Ctrl-Alt-Meat: Why this Podcast? Why Now?

Coller Foundation Insights  — 

The world is changing fast – whether we like it or not.

Businesses and governments alike are having to take stock, and adapt to new pressures, demands, and challenges as climate change, pandemics, pollution and population growth threaten to destabilise the societal structures we have for so long had the luxury not to notice.

We feel that, now more than ever, the global food system in all of its complexities and contradictions, is worth paying attention to. So we’ve decided to set out just a few of the reasons why.

In the last few years, the climate issue has only grown louder and more urgent. As the global phenomenon of Extinction Rebellion has sparked protest and debate across the globe, we’ve seen successive governments grapple with how to address it, and multinational companies from Nike to Samsung to Sainsbury’s invest millions in projecting a more sustainable image. 

1. The Climate Crisis

So where exactly does food fit into all of this? Well, it all comes down to a single, four-letter word: meat. Meat remains a huge part of most people’s diets. The average British citizen eats 81kg of meat per year. In the US, it’s 124kg. Meanwhile meat production alone is generating around 14.5% of the worlds greenhouse gasses – more than the entire global transport sector. 

This leaves us with a critical question: how can a food system over-reliant on meat, effectively adjust to the challenges of the moment, and continue to feed the world in a safe, effective, carbon-neutral way?

2. Human Rights

What do you think of when you hear the phrase ‘human rights’? Do you think of the right to clean water and air perhaps? Or the right to a safe home and a full stomach? 

Across the globe, as a direct result of the practices of the contemporary global food system, millions of people are not having their basic human rights met. Waste from factory farms, which according to the NFU leaks from storage lagoons at a rate of up to 4.35 million gallons a year, is contaminating water sources across the globe. 

The air we breathe is also affected. Intensive animal agriculture leaks ammonia, hydrogen sulfide, methane, and disparate particulate matter into the air, covering a wide area around the farm and polluting nearby residential areas to the point of driving away whole communities for fear of awful smells and worsening health. 

And all of this is before we even get to the most obvious one – hunger and waste. Around the world, hunger is on the rise, affecting almost 9% of all people on earth. And yet if we were not feeding a huge amount of the cereals and soya we produce to livestock to generate a vastly reduced amount of meat, we would have enough food to 16 billion people.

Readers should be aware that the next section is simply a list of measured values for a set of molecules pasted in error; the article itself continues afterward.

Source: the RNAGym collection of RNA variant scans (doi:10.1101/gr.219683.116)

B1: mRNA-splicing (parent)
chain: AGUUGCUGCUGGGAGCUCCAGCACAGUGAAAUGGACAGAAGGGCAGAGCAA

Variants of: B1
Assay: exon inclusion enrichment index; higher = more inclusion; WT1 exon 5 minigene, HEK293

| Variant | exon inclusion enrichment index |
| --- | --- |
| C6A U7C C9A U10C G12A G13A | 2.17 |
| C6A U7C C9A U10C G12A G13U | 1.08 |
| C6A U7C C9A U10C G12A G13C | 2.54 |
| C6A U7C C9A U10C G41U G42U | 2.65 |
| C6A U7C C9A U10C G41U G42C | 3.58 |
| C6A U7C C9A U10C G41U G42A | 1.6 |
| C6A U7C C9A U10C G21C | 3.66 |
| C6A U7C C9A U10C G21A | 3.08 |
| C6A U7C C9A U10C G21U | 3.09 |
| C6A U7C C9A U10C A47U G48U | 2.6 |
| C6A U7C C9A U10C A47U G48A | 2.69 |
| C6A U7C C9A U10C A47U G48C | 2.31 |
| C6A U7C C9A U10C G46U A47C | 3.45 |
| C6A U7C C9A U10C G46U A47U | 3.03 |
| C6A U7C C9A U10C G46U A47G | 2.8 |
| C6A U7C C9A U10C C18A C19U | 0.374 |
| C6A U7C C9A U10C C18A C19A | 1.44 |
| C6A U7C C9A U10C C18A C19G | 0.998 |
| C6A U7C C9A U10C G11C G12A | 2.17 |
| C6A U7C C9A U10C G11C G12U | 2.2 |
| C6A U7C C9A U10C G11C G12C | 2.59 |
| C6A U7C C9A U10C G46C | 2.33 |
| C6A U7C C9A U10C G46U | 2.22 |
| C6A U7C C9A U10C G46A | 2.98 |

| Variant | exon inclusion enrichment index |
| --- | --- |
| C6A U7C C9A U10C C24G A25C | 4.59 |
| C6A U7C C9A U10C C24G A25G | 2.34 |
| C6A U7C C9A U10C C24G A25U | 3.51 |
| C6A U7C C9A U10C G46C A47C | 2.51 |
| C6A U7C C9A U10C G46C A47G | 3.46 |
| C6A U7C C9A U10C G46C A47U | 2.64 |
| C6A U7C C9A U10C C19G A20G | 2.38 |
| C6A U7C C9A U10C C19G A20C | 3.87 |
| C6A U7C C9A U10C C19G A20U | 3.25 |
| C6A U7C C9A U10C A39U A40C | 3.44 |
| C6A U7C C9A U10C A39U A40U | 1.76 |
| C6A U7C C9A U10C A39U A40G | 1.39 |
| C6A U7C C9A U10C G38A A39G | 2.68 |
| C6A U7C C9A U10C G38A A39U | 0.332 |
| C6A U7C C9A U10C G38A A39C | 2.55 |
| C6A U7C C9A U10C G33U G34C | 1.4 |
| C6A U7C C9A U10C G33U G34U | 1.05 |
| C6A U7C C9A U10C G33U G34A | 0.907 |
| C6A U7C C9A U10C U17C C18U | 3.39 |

3. The Next Pandemic

We know – this is the absolute last phrase anyone wants to hear right now. But the uncomfortable truth is that if things continue as they are, we may find ourselves facing a very similar situation very soon. And the next one could be much, much worse. 

There are, unfortunately, a whole host of reasons why global pandemics of the kind we are currently living through are becoming more likely. One, however, stands tall among the rest. 75% of all new human diseases over the last decade have originated in animals, and intensive animal agriculture has created the perfect conditions for viruses to mutate and spread.

In factory farms and CAFOs, genetically similar livestock are packed together in poorly ventilated spaces, all the while natural habitats are destroyed to create yet more pastures, driving displaced animals to seek refuge in towns and cities, bringing their pathogens with them. 

The United Nations Food and Agriculture Organisation has already described intensive animal agriculture as “the weakest link in our global health chain”, and if (or when) another pandemic emerges – it is more than likely that the way we produce our food will be directly to blame.

The Podcast

The global food business then, is facing down huge challenges, most significantly in terms of how we produce and consume meat. This is, however, also a time of exciting innovation.

New technologies are being developed, new techniques being trialed, and new innovations in law and policy guiding the way toward a fairer, cleaner, more sustainable food system. 

With Ctrl-Alt-Meat, you’ll get the inside track on all of these exciting new developments, and hear from the pioneers, free thinkers and innovators working to change the way we produce, consume, and think about the food we eat. 

Join us as we set out on this incredible journey. It promises to be something very special.

Ctrl-Alt-Meat will be available on Spotify, Apple Podcasts, or wherever you get your podcasts, from the 7th of October 2021. You can find out more at ctrl-alt-meat.com